It is not exactly clear what the hell is even going on for most of The Devil’s Hour’s six-episode runtime, which was written by Tom Moran and co-exec produced by Steven Moffat and Sue Vertue. Dreams of things that never happened and images of calamities that will never happen plague Lucy (Jessica Raine).
Isaac, who is portrayed by Meera Syal, is a peculiar young kid who repeats back what people say to him, has several imaginary pals, and never shows emotion. He is neither autistic nor schizophrenic, and the most recent doctor to deal with Lucy and Isaac is also unsure of what is wrong with him.
Meanwhile, Lucy is in a room with a strange elderly man named Gideon at some point (Peter Capaldi). He is chained to the table, and she has bruises all over her face. He inquires, “What is the worst thing you have ever gone through?” It isn’t until the final episode that the solution to this and a plethora of other questions is made clear.
A blessing and a curse, both. The Devil’s Hour is very addictive viewing because, for a high profile and genuinely disturbing mystery, it keeps the viewer wondering right up to the very end.
The last episode will consequently be extremely exposition-heavy, cramming in answers, metaphysics, significant themes, philosophy, and more, most of which will be presented from that room in episode one. That is a lot.
The Devil’s Hour is a lot taken as a whole. What’s going on with Isaac? Why does Lucy get up at 3.33 every night? Who is the enigmatic red van’s driver? A very ambitious show that spins too many plates and gets its shoelaces tangled in the numerous plot threads that result from the addition of two child abductions that occurred decades apart, a few murders, gang warfare,
a love story, and a family dispute, ghosts (or not), Lucy’s sick mother, and an incredibly bleak worldview. The cast, for the most part, shines, the show is slick, and the dialogue is well-written, so that’s not to say it’s bad.
When Raine is steadfastly attempting to get a smile from her odd and pleading child, creating voices, making up songs, telling jokes, and forcibly laughing herself to try to elicit his, Raine gives a very game and increasingly frantic performance that is never sadder.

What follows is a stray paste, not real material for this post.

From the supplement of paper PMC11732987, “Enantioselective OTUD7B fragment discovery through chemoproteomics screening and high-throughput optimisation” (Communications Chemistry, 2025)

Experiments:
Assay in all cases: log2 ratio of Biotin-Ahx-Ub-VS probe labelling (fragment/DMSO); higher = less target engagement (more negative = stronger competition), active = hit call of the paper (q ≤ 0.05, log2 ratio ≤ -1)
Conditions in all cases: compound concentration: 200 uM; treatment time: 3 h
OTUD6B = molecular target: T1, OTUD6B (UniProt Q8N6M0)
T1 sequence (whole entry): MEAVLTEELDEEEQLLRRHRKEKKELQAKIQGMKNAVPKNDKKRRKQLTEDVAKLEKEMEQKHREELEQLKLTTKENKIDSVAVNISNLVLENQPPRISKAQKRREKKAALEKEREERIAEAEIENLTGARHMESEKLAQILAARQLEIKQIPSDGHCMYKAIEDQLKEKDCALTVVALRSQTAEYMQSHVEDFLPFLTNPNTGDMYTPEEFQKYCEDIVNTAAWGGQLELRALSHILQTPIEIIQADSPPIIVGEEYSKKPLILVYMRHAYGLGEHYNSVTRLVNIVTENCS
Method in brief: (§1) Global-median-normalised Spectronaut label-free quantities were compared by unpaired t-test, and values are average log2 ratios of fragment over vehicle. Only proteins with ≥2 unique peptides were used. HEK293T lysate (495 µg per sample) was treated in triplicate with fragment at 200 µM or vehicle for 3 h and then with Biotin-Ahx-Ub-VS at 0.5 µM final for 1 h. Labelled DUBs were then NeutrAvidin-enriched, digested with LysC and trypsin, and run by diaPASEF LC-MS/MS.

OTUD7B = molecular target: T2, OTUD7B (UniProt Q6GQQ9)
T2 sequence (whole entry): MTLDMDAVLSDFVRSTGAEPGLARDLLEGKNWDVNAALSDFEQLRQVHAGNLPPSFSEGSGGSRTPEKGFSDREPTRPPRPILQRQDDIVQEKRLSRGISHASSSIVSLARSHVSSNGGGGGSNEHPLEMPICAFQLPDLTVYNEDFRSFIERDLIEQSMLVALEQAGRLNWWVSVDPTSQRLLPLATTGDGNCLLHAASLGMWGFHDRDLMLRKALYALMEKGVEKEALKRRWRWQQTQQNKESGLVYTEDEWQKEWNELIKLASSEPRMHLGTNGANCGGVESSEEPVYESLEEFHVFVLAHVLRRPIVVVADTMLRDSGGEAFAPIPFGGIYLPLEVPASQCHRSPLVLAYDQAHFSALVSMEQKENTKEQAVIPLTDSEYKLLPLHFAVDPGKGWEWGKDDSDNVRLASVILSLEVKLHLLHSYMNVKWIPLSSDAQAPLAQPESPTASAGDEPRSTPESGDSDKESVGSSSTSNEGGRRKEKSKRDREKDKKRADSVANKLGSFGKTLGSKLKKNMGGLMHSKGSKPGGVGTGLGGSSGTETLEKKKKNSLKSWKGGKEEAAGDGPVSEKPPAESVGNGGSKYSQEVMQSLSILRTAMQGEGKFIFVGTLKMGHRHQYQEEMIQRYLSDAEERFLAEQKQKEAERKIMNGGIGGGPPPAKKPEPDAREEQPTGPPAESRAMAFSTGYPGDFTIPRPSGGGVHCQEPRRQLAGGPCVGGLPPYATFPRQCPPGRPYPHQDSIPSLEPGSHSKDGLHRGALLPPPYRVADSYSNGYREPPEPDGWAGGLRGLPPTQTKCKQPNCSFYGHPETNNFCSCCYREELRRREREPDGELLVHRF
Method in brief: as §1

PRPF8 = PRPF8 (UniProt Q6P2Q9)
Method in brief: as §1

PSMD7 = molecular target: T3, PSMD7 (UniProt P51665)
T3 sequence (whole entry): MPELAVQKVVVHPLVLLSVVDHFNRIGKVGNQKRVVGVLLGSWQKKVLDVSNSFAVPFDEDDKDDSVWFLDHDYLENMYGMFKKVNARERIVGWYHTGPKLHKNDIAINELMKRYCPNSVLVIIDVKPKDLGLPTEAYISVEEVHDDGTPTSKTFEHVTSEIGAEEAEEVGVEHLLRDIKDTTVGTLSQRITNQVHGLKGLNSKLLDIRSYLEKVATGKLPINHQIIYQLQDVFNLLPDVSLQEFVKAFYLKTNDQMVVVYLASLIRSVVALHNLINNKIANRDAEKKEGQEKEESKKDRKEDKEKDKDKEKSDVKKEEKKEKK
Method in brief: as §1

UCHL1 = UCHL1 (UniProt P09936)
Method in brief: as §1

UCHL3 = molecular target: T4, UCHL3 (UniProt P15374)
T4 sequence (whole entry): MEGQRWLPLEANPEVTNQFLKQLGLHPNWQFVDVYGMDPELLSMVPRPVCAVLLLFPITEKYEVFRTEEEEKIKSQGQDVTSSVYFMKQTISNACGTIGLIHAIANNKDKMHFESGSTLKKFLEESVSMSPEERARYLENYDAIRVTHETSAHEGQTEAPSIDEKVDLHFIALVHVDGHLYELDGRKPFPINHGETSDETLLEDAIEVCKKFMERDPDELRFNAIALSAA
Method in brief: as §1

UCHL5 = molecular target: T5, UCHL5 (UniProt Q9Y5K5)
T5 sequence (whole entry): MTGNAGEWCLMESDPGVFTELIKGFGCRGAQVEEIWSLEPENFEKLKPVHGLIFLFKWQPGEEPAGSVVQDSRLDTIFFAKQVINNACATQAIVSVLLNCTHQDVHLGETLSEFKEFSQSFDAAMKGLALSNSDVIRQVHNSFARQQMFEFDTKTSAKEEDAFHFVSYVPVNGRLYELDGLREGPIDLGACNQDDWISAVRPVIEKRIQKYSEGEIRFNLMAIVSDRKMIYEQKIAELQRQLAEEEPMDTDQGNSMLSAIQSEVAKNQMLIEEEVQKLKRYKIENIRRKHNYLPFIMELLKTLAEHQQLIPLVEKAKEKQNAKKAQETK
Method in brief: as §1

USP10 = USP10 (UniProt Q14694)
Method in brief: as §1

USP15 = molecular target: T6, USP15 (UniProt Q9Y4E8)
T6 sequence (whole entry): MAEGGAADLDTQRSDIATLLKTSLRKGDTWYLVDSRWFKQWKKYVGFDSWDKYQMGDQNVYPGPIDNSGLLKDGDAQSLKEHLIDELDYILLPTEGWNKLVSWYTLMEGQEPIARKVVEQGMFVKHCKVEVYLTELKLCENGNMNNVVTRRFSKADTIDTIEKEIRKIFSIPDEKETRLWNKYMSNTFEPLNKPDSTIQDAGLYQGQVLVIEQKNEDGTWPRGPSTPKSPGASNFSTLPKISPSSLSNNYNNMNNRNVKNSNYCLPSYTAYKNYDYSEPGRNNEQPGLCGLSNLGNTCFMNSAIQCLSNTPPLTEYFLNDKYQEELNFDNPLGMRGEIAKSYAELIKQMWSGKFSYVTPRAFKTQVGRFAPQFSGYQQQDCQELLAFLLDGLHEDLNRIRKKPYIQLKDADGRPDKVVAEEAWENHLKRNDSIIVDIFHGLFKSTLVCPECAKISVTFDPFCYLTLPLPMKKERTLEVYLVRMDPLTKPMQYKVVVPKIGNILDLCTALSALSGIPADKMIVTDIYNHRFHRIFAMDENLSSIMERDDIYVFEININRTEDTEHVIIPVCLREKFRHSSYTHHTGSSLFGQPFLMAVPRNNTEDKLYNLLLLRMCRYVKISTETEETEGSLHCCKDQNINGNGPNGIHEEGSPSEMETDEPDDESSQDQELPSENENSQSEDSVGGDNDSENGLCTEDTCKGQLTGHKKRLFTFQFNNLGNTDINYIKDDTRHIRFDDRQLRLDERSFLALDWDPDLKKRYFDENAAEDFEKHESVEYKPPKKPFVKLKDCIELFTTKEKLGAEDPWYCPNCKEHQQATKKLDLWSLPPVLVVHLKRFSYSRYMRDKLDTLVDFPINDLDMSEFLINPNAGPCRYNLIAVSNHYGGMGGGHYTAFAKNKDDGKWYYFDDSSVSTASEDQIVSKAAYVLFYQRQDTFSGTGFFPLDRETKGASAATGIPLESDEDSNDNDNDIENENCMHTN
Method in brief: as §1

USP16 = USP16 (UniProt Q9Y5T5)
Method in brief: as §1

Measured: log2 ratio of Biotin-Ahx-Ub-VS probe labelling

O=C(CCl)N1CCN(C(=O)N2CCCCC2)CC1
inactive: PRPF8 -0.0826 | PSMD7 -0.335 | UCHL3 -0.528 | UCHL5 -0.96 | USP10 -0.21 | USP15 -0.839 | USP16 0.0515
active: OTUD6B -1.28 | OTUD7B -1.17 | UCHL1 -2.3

\It serves no purpose. Young Benjamin Chivers, who plays Isaac, deserves praise because despite being told to essentially not respond and appear sad, he performs the role in such a way that Lucy is driven to love him no matter what, and her desperation takes on a tragic air.
Ted Lassos’ alter ego, Phil Dunster As Isaac’s estranged father Mike, Jamie Tartt is suitably endearing/smarmy, while Nikesh Patel, who plays DI Ravi Dhillon, the police officer attempting to solve several cases whose path finally crosses with Lucy, is a fascinating straight man directing viewers through the subtly developing stories.
However, Peter Capaldi is a little underutilized. While his enigmatic persona is undoubtedly important, he also spends a lot of time at that table being secretive and explaining—or inadequately explaining—things, depending on which episode you are watching. Even if he doesn’t have a tonne of actual work whole do, it’s wonderful to see him assuming a villainous (or is he?) role post-Doctor Who.
The Devil’s Hour is ultimately only a partial success since it is brilliant, high concept, and intriguing but is unable to properly explore the key concepts at its centre, choosing to keep the surprise until the very end. Once the whole truth is out there, we’d say it might have benefited from a few more episodes, but alas, we fear the logic could have fallen apart if examined too closely. However, if you see it with your friends, there will be a lot to discuss afterward.
You can watch The Devil’s Hour on Prime Video.